If Andy Pettitte doesn’t come back then yes, the Yankees will probably try and acquire a starter before the season starts. Right now though, it’s still December and they have plenty of time. Plus, the keys to a successful 2011 season for the Yankees are likely on the team already. Sometimes the best moves are the ones you don’t make.

15 thoughts on “Nothing Wrong With Doing Nothing for Yankees

  • Canmandan

    Sometimes the best move is the trade or deal you don't make. When they needed the arms they gave Hughes a chance and a year later he won 18 games. If Andy is in the fold for one more year they only need to replace Javy. It is time to bring people like Nova along and see what they can do.

  • Bronx Knight

    Brian, I hereby declare you my hero of the day. I've been a little bummed about the Yankees getting jilted at the altar by a different free agent every other day. This article rightly breathes a little bit of optimism back into the mix.

    OK, I'm still bummed but I feel a little bit better.

  • the mighty casey

    I really want a pitcher to give us a better rotation. I know youngsters may be the way to go, but experience is something I like better. We don't know if Andy is coming back so signing or trading for someone for a 4th or 5th starter would be great in my opinion.

  • smurfy

    "Neither team’s season ended the way they would have liked, but the playoffs are a fickle thing."

    Brian, I don't differ with you on your main points: developing youth is the only way to get younger. We cannot win every year, the leagues will quit on us if we could. But the best way to set up a championship team with staying power is by taking some risks with some young players to energize experienced stars, and showing some patience.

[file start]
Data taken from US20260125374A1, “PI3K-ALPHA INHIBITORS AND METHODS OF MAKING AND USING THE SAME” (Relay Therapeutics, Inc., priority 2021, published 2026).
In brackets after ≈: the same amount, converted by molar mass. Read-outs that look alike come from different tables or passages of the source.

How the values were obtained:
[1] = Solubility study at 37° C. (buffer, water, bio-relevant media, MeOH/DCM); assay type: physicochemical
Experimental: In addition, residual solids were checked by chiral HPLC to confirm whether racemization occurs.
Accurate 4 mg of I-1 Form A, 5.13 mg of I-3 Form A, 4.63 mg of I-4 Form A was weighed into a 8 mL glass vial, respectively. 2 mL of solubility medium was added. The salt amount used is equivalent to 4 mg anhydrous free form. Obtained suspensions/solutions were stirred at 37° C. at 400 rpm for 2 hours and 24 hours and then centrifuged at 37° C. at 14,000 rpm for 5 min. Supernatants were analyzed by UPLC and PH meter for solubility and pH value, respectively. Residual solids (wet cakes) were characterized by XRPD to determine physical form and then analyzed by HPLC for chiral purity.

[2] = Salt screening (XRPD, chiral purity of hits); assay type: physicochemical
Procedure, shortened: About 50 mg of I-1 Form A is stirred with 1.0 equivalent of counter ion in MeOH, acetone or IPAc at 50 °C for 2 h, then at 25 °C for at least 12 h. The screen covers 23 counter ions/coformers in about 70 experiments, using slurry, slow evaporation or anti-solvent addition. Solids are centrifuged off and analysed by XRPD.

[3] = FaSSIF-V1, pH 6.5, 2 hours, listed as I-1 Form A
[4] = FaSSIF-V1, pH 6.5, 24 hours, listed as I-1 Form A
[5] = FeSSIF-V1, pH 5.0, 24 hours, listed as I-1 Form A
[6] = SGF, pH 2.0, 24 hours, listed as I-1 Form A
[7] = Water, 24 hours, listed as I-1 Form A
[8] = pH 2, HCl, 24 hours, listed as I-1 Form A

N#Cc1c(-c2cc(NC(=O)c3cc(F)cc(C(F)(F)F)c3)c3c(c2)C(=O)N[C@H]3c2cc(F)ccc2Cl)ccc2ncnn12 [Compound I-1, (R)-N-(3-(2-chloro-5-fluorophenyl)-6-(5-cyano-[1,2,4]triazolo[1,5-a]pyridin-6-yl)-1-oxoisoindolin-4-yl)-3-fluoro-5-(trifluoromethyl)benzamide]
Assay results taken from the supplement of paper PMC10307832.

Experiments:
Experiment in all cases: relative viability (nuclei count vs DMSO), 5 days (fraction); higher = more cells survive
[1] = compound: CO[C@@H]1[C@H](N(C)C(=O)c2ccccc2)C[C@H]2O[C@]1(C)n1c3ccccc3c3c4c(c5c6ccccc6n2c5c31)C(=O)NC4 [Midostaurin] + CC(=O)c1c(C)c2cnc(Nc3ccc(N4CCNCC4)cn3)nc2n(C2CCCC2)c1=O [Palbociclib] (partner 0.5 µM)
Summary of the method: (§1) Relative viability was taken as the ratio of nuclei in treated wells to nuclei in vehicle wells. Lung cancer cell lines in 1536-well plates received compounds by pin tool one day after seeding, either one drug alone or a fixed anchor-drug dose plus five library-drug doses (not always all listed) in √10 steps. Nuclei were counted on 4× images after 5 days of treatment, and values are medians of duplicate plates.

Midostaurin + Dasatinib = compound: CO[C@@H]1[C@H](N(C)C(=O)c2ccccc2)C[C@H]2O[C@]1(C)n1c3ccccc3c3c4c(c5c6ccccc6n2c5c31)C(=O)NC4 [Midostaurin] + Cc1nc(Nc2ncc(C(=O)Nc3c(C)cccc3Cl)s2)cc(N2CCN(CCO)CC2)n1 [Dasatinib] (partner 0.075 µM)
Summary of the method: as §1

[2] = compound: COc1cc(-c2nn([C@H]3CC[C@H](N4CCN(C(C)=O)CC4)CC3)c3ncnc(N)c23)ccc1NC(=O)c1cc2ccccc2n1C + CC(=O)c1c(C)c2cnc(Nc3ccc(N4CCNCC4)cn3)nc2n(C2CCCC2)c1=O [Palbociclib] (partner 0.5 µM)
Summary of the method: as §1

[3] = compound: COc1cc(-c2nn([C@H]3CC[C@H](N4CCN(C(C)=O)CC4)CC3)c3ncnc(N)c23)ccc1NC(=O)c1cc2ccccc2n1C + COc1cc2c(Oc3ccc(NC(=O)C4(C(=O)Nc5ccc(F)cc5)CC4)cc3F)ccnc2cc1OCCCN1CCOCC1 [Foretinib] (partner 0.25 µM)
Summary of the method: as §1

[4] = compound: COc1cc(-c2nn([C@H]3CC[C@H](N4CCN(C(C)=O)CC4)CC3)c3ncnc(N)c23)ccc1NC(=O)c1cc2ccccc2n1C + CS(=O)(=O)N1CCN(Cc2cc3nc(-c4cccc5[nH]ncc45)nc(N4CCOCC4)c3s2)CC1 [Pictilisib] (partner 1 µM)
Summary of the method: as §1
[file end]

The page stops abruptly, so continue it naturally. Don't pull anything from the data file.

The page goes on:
I don't know why the Rays fell short, but the Yanks seemed not subject to fickle playoffs so much as team batting fizzle in response to team pitching fizzle. I think there is a strong feedback dynamic, and our horses were played out. The injuries didn't help, though, ficklewise.

  • Tanned Tom

    I agree with the tone of the article, but must point out how bad the Granderson deal was. Would the team have been better with Granderson, or with Kennedy (194 innings, 3.84 ERA) AND Jackson (.293 average, great defense)? Yes they would have missed Granderson's power, but the lack last year was starting pitching. You never trade 2 starters for 1 unless that 1 is an elite player, and I don't mean Carl Crawford (with his ordinary OBP), I mean a game changer.

    This is a turd of a deal that could haunt the Yanks for years.

  • Mindkind

    Ian Kennedy, Austin Jackson, Michael Dunn, Aroldys Vizcaino and Phil Coke, who will be given a chance for the starting rotation next year! Damn that was a bad offseason. Those trades hunt my dreams!